in whose heart are the ways of them.
Who passing through the valley of Baca make it a well;
the rain also filleth the pools.
We are in this world "strangers and pilgrims". A stranger is away from home, but a pilgrim is on the way home. It is on this journey to our heavenly home we will come across the Valley of Baca or as it is also known, Valley of Weeping. The exact location of this valley is unknown. But what is known about it is that it appears to be a dry place. The sun burning above made the valley arid and dry. This Psalm was penned by David in exile as he watched the Israelites make their way to worship at Jerusalem. Three times a year they would make this pilgrimage.
I went through my own valley not so long ago which brought the words of Psalm 84 vividly alive to me. It was a place I was brought where I could turn to no one else but the Lord. It is a very lonely place yet also very precious. Many treasures are found in this valley if one only lifts his/her eyes to heaven and in doing so is brought to lift one's head and look around. It is a place of deep intimacy between you and the Lord and you draw ever closer to Him. It is then you thank God for your times of trouble, for this valley of weeping. How precious is your communion with the Lord at this time. Only you MUST draw near to Him and bring all before Him:
casting all your care upon Him, for He cares for you.1 Peter 5:7
You must turn to Him in this hour of trouble and cast your cares upon Him and:
Draw near to God and He will draw near to you.James 4:8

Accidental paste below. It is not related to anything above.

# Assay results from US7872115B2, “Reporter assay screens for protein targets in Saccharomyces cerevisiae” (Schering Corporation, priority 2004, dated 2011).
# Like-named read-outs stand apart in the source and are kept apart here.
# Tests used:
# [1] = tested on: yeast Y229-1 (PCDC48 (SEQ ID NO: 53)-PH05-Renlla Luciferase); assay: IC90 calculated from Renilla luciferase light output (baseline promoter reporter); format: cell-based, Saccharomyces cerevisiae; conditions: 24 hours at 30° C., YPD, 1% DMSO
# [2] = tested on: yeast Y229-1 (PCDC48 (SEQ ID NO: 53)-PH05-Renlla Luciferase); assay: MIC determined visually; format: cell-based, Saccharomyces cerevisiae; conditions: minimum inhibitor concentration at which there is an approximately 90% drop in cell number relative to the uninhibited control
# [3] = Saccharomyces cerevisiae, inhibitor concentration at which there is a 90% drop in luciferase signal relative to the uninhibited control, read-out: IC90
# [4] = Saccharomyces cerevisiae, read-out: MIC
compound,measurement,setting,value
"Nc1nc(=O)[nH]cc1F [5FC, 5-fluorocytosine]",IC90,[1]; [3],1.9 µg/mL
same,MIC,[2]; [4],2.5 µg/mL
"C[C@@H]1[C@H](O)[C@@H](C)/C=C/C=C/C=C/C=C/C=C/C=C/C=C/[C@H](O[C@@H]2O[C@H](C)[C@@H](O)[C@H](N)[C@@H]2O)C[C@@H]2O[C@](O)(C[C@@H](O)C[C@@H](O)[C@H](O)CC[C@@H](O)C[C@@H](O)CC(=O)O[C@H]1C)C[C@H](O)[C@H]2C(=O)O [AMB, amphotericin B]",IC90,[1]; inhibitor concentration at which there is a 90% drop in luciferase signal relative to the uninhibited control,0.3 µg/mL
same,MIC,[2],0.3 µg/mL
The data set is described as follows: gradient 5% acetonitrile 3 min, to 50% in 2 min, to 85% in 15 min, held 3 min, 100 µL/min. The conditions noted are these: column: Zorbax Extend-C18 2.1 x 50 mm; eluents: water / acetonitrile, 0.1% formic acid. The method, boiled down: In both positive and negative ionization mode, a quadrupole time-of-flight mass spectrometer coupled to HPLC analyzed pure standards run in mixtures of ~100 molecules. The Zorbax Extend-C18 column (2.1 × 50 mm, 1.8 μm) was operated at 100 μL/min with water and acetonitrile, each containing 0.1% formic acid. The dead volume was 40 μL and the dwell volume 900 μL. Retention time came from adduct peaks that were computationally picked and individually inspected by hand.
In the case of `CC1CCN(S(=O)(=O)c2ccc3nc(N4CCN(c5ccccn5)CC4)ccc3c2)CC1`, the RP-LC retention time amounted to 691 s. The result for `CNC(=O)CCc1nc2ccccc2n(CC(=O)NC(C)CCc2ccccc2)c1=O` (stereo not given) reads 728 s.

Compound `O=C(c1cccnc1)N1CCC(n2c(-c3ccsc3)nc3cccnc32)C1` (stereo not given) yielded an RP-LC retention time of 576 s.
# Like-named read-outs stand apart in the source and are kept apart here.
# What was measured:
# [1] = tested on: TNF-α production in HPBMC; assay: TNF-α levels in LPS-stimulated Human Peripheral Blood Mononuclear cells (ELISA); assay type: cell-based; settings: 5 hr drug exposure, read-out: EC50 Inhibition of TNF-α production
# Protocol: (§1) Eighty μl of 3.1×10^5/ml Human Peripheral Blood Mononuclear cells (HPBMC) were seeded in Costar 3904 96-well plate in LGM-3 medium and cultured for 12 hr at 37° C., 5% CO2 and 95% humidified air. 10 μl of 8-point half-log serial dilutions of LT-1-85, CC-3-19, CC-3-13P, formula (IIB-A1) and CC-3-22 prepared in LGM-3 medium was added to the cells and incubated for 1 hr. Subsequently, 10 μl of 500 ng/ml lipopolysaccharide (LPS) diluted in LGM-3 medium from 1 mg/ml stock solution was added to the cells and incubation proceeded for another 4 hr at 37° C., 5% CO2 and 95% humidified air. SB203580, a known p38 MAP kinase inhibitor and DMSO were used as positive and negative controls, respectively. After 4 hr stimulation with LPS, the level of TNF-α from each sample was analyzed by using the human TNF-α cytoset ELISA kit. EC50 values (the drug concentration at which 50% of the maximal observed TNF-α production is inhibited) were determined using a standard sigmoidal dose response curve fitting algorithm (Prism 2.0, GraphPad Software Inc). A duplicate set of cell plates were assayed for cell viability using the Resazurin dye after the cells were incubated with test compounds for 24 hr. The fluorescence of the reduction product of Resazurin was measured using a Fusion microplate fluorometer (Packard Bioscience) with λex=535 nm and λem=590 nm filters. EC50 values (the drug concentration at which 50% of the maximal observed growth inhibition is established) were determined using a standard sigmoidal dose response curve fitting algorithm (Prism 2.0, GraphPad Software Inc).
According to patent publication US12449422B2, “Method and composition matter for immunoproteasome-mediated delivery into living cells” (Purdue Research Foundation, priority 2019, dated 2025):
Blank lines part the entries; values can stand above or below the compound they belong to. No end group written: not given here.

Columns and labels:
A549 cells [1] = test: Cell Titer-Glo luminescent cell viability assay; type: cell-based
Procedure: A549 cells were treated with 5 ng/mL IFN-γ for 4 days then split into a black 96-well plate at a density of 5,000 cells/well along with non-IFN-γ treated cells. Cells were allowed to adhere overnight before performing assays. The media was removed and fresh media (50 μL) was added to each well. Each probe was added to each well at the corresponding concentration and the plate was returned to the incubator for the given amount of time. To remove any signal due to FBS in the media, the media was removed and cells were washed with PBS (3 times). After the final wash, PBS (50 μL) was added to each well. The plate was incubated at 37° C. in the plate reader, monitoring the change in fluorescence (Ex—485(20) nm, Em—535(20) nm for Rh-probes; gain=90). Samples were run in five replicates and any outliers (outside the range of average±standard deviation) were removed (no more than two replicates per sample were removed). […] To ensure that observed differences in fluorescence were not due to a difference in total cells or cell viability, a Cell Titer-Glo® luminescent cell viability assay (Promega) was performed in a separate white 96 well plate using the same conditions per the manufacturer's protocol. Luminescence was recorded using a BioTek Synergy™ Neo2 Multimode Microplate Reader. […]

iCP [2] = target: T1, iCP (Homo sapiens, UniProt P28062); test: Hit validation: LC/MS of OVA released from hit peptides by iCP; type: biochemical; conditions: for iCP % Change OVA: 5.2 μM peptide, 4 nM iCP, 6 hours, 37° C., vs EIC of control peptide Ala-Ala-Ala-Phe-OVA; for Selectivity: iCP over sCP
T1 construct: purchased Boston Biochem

In so doing we are digging a well in this dry and arid valley just as others before us. Here is a wonderful quote by J.C.Philpot who gave a fantastic sermon on the valley of Baca;
“Some manifestation of His gracious presence, some promise coming with power to the soul, some testimony of saving interest in the love and blood of Jesus, some smile from His countenance, some word from His lips, some encouraging testimony that the feet are upon the rock, is given. This is a well at which his thirst is slaked; his parched tongue no longer cleaves to his palate; he drinks of the water that bubbles up from the thirsty soil to refresh the weary pilgrim.”
C.H. Spurgeon also wrote about this valley. It is a result of his going through the valley of weeping. No one who has not traveled the valley of weeping can tell of this place no more than can anyone tell of a far country in which they have never been to! But for those who have travelled through this place, perhaps many times, have left wells dug, way-marks if you will for the next pilgrim to find.
The Psalm also speaks of pools which the rain fills. How amazing that the wells were not the only resource! But notice how it is the rain that fills them. We can dig the pool but it must be filled from heaven. These pools can be "the means of grace, the ordinances of the Lord's house, and those various helps that the Lord Himself has appointed; but which are themselves as desolate and dry as the pool or tank, and need the rain of heaven to fill them".
How often I have been refreshed by these pools. Prayer was an opportunity to get back into the presence of God and enjoy sweet communion with Him while the storm raged. Reading His Word and claiming His promises found in them revived me. Listening to the word being preached encouraged me. But how often have I come to a pool and found it dry! Again Philpot actually remarks on this very well:
This valley is a painful experience and one we must never think is only travelled through once. But when we do find ourselves in this valley again be comforted and encouraged. There is much to refresh the soul here if we would only dig and seek it. Communion with Christ is all the more intimate in this place and therefore a place to be cherished. We can also leave our own way-marks for others and be comforted to know that others have been here by their way-marks left.
All my springs are in thee. Psalm 87:7